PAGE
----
Supreme Court Fails to Act on Oneida Land Claims Petitions

Here is today’s order.

Well, the rule of thumb seems to be that if the petition isn’t granted in the first relisting, then the chances of a grant go way down. Our guess is that a Justice or two is writing a dissent to the denial of certiorari. At this point, that seems like the best conceivable outcome. Of course, Court could be considering a summary reversal, but that’s extremely rare.

This entry was posted in Author: Matthew L.M. Fletcher, Research, Supreme Court and tagged , , , . Bookmark the permalink.

One Response to Supreme Court Fails to Act on Oneida Land Claims Petitions

  1. A summary reversal strikes me as a long shot (a very, very long shot), but I would love to be wrong. The re-listing raises some interesting possibilities, although none of them lead to “cert granted.” To grant review, four justices must vote in favor of the grant. Although it is not known for certain, Justice Sotomayor, as a former judge on the Second Circuit, and Justice Kagan, as the former Solicitor General for the United States, may have recused themselves from considering these petitions. Even if just one is recused, it would be unlikely that there are the necessary four votes among the remaining Justices and the Chief Justice; highly unlikely if both are recused! Although it is pure speculation, Justice Ginsberg (possibly joined by Justice Breyer) is writing a dissent to a denial of the writ of certiorari, perhaps to clarify what the Court did (and did not do) in the City of Sherrill case. If both Sotomayor and Kagan are recused, do we think there could be a third Justice joining a dissent?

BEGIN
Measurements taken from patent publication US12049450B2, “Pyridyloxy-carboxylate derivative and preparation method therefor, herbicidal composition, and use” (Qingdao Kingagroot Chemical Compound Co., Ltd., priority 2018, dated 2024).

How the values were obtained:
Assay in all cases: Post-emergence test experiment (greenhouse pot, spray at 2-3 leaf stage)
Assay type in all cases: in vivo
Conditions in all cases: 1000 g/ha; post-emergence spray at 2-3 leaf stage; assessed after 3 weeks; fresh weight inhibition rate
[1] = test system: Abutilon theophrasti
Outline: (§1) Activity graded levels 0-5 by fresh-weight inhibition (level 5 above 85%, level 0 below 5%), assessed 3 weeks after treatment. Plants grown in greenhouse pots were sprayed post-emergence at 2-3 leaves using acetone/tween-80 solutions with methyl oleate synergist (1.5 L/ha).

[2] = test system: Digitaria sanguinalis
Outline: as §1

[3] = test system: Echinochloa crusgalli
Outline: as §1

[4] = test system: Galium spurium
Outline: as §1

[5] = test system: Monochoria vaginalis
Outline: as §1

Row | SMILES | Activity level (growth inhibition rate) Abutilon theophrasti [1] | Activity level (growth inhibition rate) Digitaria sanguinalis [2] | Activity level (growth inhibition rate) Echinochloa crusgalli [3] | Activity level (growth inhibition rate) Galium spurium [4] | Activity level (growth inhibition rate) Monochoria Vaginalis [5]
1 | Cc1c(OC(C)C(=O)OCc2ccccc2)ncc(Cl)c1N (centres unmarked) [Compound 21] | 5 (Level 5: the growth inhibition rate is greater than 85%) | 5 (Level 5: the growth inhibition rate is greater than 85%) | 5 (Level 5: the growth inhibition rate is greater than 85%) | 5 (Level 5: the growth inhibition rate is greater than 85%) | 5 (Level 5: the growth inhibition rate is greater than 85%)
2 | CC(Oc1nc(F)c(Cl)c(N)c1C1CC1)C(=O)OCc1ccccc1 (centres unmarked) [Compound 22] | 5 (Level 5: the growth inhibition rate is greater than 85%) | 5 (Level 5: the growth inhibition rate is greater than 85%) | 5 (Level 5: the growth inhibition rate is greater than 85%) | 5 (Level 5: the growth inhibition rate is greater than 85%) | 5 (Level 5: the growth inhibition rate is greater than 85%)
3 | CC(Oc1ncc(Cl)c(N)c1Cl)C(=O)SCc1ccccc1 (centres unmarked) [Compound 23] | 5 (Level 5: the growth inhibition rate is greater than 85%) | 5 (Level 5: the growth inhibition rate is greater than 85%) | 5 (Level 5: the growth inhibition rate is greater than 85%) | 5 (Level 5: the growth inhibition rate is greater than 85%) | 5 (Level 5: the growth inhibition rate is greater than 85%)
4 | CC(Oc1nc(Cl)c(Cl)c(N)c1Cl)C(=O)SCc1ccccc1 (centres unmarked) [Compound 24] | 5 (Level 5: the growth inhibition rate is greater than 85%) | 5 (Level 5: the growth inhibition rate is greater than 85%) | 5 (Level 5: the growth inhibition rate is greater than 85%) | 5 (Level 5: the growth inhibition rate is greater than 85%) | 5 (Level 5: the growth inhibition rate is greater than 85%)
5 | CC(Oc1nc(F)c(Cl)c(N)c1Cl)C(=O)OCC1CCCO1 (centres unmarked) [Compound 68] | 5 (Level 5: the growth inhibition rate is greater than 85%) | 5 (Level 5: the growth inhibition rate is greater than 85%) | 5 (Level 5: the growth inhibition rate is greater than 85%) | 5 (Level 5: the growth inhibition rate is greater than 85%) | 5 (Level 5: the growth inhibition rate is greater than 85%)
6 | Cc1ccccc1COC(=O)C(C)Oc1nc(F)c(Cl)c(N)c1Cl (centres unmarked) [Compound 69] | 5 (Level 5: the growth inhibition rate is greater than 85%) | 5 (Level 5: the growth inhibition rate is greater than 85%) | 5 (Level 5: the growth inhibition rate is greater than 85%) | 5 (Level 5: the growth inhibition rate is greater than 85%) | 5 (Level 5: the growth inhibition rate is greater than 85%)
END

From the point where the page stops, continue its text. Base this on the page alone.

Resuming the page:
Richard Guest, Staff Attorney
    Native American Rights Fund

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